Depending on your local building codes, you may be required to have a bathroom fan even if there are windows in the room. Without a fan equipped to handle the job, you're risking mildew, mold, rot, warping doors and window frames, and paint and wallpaper damage. Be sure to read our informative article on the basics of bathroom fans.
Installing a new fan during a bath remodeling project or replacing the one you have can take at least a full day to complete, so plan ahead to work in dry weather.
The most difficult part of the project can be the ducting of the ventilation to the outdoors, which means working through the roof or soffit.
You can also route the ventilation through the attic and out a side wall. Above everything else, don't vent bathroom moisture directly into an attic or sub floor and let it remain there.
Steps for Installing a Bathroom Fan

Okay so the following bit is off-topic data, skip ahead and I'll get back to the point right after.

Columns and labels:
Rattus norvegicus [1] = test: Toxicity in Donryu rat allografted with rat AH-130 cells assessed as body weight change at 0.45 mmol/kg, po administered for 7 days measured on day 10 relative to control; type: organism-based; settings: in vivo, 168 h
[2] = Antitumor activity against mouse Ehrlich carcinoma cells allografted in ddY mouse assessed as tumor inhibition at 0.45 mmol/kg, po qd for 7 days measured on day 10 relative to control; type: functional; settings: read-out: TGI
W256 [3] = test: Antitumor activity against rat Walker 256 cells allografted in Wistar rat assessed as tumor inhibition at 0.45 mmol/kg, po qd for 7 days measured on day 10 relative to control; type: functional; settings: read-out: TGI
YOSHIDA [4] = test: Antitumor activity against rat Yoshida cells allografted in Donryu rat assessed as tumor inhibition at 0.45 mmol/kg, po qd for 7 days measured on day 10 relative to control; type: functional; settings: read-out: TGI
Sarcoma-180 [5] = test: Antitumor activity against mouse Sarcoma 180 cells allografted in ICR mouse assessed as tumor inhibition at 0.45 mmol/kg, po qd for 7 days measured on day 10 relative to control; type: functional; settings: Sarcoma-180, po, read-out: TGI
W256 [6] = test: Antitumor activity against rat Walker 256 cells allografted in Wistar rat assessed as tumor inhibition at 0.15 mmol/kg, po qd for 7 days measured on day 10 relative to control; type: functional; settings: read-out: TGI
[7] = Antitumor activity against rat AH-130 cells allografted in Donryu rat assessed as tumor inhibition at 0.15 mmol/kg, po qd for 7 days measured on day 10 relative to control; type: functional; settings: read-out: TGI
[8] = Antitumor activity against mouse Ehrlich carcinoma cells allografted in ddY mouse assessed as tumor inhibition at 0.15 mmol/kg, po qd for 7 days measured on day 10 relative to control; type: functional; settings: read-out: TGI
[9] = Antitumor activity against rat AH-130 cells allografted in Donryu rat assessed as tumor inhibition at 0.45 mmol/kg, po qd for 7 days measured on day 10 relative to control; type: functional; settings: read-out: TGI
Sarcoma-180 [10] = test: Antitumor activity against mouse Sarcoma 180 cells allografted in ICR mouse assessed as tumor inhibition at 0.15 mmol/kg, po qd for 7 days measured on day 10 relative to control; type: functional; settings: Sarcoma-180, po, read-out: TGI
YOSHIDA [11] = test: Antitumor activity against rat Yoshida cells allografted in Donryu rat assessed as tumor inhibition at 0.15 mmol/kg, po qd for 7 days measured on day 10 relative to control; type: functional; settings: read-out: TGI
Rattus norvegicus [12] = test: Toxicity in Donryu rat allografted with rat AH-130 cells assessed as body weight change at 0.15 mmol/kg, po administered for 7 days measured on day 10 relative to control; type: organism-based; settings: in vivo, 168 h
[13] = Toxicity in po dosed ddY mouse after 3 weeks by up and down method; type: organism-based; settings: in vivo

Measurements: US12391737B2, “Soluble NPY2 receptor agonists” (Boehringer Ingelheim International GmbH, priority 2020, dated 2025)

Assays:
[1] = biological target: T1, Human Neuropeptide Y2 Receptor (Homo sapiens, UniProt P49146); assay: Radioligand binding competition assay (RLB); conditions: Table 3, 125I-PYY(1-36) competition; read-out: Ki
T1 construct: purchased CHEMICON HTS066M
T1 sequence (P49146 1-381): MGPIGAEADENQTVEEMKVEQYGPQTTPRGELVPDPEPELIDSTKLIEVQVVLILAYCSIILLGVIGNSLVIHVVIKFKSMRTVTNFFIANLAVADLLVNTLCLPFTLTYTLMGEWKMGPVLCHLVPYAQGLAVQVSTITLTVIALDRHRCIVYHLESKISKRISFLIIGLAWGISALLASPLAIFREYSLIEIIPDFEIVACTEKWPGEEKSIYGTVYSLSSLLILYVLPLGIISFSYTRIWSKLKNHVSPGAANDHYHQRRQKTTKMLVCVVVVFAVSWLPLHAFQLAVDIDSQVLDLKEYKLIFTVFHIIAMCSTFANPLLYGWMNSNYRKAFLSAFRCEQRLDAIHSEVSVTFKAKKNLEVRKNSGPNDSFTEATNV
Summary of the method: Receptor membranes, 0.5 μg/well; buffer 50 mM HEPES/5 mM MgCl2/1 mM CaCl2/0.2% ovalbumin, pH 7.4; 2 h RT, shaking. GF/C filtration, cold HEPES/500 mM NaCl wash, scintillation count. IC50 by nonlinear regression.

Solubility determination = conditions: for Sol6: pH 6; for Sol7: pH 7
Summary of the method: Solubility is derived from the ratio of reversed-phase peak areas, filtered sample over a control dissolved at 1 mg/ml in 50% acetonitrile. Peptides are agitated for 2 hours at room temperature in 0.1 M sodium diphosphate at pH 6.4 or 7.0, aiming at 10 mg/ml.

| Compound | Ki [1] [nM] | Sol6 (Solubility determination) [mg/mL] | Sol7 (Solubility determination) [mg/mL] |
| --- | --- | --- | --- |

Home Depot presents a helpful installation guide on its website. In order, the steps are:
When shopping for a new or replacement fan, check fan ratings for how many cubic feet of air it moves per minute (CFM). A rule of thumb is to multiply 1.1 against your bathroom square footage to determine the CFM sufficient to move out moisture.
Replace a Noisy Bathroom Fan
Fan noise is rated by "sones." The lower the number, the quieter the fan. Reader's Digest has step-by-step instructions for replacing a noisy fan with a better unit. I've never lost sleep because of the sound of a fan, but I don't usually run my fan at bedtime. A fan that sounds like an Air Force bomber can be distracting when shaving or putting on makeup.
If you're going to do either project, be sure to check with your municipality or county to obtain any required permits and inspections. And if you're uncomfortable with wiring, call in a contractor. When planning any bathroom remodel, it's wise to look over any potential plumbing, fixtures, electrical, or structural changes before picking up the hammer.